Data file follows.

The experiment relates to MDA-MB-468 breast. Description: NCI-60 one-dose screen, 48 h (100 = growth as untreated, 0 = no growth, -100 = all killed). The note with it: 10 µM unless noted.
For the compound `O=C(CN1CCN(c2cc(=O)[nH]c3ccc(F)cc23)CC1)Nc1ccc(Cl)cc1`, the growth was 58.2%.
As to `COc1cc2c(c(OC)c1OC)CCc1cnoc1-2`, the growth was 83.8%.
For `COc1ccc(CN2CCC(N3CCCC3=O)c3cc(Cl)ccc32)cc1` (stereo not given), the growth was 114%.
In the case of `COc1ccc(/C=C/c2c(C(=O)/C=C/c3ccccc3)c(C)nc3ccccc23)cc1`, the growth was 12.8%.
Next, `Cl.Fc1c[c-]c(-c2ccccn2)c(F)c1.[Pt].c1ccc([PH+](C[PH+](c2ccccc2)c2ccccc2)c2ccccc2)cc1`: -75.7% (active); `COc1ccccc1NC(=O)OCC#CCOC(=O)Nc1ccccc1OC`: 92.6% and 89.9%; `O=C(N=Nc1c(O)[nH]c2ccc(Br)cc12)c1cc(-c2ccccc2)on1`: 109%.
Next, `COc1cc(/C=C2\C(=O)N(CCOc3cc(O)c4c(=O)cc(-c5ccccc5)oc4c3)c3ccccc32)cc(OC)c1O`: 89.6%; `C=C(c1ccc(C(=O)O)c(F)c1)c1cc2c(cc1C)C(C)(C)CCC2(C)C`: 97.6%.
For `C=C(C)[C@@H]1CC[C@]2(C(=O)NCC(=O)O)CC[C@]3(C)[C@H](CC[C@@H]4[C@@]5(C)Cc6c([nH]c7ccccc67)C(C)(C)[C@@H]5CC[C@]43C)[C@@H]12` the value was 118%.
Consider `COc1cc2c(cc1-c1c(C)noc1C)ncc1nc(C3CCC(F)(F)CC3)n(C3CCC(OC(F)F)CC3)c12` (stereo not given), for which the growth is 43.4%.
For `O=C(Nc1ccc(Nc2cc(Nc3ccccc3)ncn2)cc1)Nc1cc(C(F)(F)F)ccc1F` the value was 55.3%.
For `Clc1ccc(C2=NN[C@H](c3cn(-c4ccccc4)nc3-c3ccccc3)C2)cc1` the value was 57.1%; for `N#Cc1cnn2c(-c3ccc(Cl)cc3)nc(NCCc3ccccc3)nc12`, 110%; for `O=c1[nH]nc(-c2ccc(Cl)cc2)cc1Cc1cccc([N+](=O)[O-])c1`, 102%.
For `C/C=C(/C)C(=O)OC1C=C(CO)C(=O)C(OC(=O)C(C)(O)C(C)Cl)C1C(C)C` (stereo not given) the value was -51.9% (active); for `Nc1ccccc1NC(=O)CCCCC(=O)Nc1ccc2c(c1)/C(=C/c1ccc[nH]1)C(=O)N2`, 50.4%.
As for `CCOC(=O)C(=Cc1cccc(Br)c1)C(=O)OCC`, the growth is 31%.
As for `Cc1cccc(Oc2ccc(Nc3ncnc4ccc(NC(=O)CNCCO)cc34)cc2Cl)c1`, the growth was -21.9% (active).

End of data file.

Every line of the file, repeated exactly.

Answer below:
The experiment relates to MDA-MB-468 breast. Description: NCI-60 one-dose screen, 48 h (100 = growth as untreated, 0 = no growth, -100 = all killed). The note with it: 10 µM unless noted.
For the compound `O=C(CN1CCN(c2cc(=O)[nH]c3ccc(F)cc23)CC1)Nc1ccc(Cl)cc1`, the growth was 58.2%.
As to `COc1cc2c(c(OC)c1OC)CCc1cnoc1-2`, the growth was 83.8%.
For `COc1ccc(CN2CCC(N3CCCC3=O)c3cc(Cl)ccc32)cc1` (stereo not given), the growth was 114%.
In the case of `COc1ccc(/C=C/c2c(C(=O)/C=C/c3ccccc3)c(C)nc3ccccc23)cc1`, the growth was 12.8%.
Next, `Cl.Fc1c[c-]c(-c2ccccn2)c(F)c1.[Pt].c1ccc([PH+](C[PH+](c2ccccc2)c2ccccc2)c2ccccc2)cc1`: -75.7% (active); `COc1ccccc1NC(=O)OCC#CCOC(=O)Nc1ccccc1OC`: 92.6% and 89.9%; `O=C(N=Nc1c(O)[nH]c2ccc(Br)cc12)c1cc(-c2ccccc2)on1`: 109%.
Next, `COc1cc(/C=C2\C(=O)N(CCOc3cc(O)c4c(=O)cc(-c5ccccc5)oc4c3)c3ccccc32)cc(OC)c1O`: 89.6%; `C=C(c1ccc(C(=O)O)c(F)c1)c1cc2c(cc1C)C(C)(C)CCC2(C)C`: 97.6%.
For `C=C(C)[C@@H]1CC[C@]2(C(=O)NCC(=O)O)CC[C@]3(C)[C@H](CC[C@@H]4[C@@]5(C)Cc6c([nH]c7ccccc67)C(C)(C)[C@@H]5CC[C@]43C)[C@@H]12` the value was 118%.
Consider `COc1cc2c(cc1-c1c(C)noc1C)ncc1nc(C3CCC(F)(F)CC3)n(C3CCC(OC(F)F)CC3)c12` (stereo not given), for which the growth is 43.4%.
For `O=C(Nc1ccc(Nc2cc(Nc3ccccc3)ncn2)cc1)Nc1cc(C(F)(F)F)ccc1F` the value was 55.3%.
For `Clc1ccc(C2=NN[C@H](c3cn(-c4ccccc4)nc3-c3ccccc3)C2)cc1` the value was 57.1%; for `N#Cc1cnn2c(-c3ccc(Cl)cc3)nc(NCCc3ccccc3)nc12`, 110%; for `O=c1[nH]nc(-c2ccc(Cl)cc2)cc1Cc1cccc([N+](=O)[O-])c1`, 102%.
For `C/C=C(/C)C(=O)OC1C=C(CO)C(=O)C(OC(=O)C(C)(O)C(C)Cl)C1C(C)C` (stereo not given) the value was -51.9% (active); for `Nc1ccccc1NC(=O)CCCCC(=O)Nc1ccc2c(c1)/C(=C/c1ccc[nH]1)C(=O)N2`, 50.4%.
As for `CCOC(=O)C(=Cc1cccc(Br)c1)C(=O)OCC`, the growth is 31%.
As for `Cc1cccc(Oc2ccc(Nc3ncnc4ccc(NC(=O)CNCCO)cc34)cc2Cl)c1`, the growth was -21.9% (active).